Fred Burnaby by James Jacques Tissot, oil on panel, 1870
e was, by his own admission, a stubborn kind of fella.
“I have, unfortunately for my own interests, from my earlier childhood had what my old nurse used to call a most ‘contradictorious spirit’,” is how the man himself put it.
Without that spirit though, Fred Burnaby might not have had such an incredible life.
Elizabeth as a teenager
And ol’ Fred may not have had a great big chunk of Greystones named after him.
It was in 1879 that Fred married Elizabeth Hawkins-Whitshed – herself a force to be reckoned with – who, aged 11, had inherited her father’s lands in Greystones. The Hawkins-Whitshed estate would eventually changed its name to The Burnaby – which is okey-dokey with us, given that Fred Burnaby makes Hugh Glass look like Karl Pilkington.
Born on March 3rd, 1842, in Bedford, England to a clergyman father and a landed gentry mum, Colonel Frederick Gustavus Burnaby soon proved himself a tad out of the ordinary. By his teenage years, young Fred stood at 6ft 4ins, weighed 15 stone and boasted a 47-inch chest. Picture a young Darragh Flynn.
Joining the army in 1859, at the age of 17, Fred quickly proved himself a first-rate boxer, swordsman, rider and runner, and was noted too for his party tricks – such as vaulting over billiard table or twisting pokers into knots using just his bare hands.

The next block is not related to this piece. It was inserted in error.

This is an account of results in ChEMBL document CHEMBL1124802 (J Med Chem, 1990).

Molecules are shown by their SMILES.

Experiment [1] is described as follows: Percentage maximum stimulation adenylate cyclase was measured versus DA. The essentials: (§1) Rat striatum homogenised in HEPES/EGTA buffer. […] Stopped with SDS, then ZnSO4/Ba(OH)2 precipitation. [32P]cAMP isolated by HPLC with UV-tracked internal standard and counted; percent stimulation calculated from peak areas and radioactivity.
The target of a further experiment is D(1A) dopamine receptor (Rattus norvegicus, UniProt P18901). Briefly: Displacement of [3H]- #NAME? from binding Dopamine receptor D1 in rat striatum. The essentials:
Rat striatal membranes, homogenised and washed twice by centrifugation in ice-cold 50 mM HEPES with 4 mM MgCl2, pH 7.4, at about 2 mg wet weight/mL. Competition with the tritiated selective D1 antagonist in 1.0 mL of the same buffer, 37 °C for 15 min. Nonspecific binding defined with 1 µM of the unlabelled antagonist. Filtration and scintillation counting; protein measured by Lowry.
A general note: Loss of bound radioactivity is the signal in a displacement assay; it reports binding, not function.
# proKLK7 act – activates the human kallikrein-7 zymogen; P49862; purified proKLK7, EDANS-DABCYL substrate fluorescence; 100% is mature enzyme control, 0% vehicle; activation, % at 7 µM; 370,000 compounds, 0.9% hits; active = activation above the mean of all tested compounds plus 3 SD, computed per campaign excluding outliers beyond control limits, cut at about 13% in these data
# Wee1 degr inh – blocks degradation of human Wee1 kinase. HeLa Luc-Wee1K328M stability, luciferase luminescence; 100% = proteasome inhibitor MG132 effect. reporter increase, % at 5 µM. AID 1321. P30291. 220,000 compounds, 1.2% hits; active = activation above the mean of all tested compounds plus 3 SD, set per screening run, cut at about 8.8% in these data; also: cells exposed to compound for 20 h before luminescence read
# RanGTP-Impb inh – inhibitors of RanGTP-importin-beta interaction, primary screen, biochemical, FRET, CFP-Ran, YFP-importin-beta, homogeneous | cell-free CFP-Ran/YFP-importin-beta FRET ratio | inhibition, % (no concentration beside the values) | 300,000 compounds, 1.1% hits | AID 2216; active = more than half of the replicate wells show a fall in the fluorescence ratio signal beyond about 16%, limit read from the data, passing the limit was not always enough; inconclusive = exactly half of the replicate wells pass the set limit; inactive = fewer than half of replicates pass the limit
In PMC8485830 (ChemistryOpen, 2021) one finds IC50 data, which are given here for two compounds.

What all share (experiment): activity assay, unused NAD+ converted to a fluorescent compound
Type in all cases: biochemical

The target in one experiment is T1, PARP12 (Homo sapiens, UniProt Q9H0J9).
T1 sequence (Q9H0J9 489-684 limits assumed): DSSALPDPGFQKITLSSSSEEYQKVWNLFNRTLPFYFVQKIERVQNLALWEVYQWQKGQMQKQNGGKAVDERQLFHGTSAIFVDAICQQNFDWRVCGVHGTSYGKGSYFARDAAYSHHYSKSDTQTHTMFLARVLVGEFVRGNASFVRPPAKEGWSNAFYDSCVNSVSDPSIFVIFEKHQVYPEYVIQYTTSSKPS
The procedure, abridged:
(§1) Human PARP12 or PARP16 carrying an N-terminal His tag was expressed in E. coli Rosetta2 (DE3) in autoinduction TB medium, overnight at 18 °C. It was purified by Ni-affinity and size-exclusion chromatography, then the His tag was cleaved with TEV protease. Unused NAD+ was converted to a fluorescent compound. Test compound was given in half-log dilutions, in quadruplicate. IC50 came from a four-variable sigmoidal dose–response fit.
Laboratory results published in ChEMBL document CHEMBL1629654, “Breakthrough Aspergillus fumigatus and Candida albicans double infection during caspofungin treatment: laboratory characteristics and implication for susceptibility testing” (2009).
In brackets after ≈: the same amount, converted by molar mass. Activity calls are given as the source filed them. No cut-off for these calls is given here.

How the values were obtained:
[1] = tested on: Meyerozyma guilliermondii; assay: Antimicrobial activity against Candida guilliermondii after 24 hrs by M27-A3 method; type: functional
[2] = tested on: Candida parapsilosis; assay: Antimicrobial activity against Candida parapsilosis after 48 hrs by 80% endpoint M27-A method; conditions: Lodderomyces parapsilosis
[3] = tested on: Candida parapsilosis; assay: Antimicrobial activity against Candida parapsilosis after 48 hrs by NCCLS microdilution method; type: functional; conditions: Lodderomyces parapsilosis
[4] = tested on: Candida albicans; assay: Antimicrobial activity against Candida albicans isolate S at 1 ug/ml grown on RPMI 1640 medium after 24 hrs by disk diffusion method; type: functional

There was also that time he was reported to have carried two ponies – one under each arm – down the stairs at Windsor Castle.
Not that Fred was merely a great big hunk of muscle and party games. The man was noted for his jovial spirit, and his quick brain, with seven languages under his belt, and an insatiable appetite for travelling the world. It was the latter which sparked a series of best-selling books, all about his adventures abroad. He was also the first man to make a hot-air balloon trip from England to France, having set off from Dover gas works with some roast-beef sandwiches and a wide-eyed belief in just about anything being possible in this world. A belief cemented when he landed in a field in Normandy one day later.
It was the kind of belief that will make a man embark on a 1,000-mile journey into Central Asia, accompanied by a dwarf, named Nazar. And not even the Russian empire, who tried to block Burnaby’s trek, could stop him.
The Ruskies really should have known better. A member of the Royal House Guards, this elite regiment nicknamed The Blues would give their officers no less than five months leave every year. And rather than use those five months seducing women, leaping billiard tables and making ponies feel lightheaded, Fred would travel the world. First trip was a trek to Moscow, in winter. Second trip was war-torn Spain. Then Sudan during a heatwave. It was whilst in the latter, on a typically roasting February day, in a Khartoum café, that Fred noticed a newspaper article about the Russian government issuing an order that no foreigner should be allow to travel in Russian Asia.
The article was as good a slap across the face with a leather glove to Fred. This brazen new order was, to say the least, a Tsar too far.
And so it was that, on November 30th, 1875, Burnaby departed from London’s Victoria Station, heading straight to St Petersburg, then south-east to the frontier city of Orenburg, followed by a quick schlep over the steppes and deserts of Russian-controlled Central Asia before making it to Khiva, the small caravan city seized by the Tsar’s army two years earlier. That the Khan of Khiva hated foreigners of any kind, and had spilt buckets of foreign blood to prove it, had one of Burnaby’s friends warning him that his host there would “very likely order his executioner to gouge out your eyes“.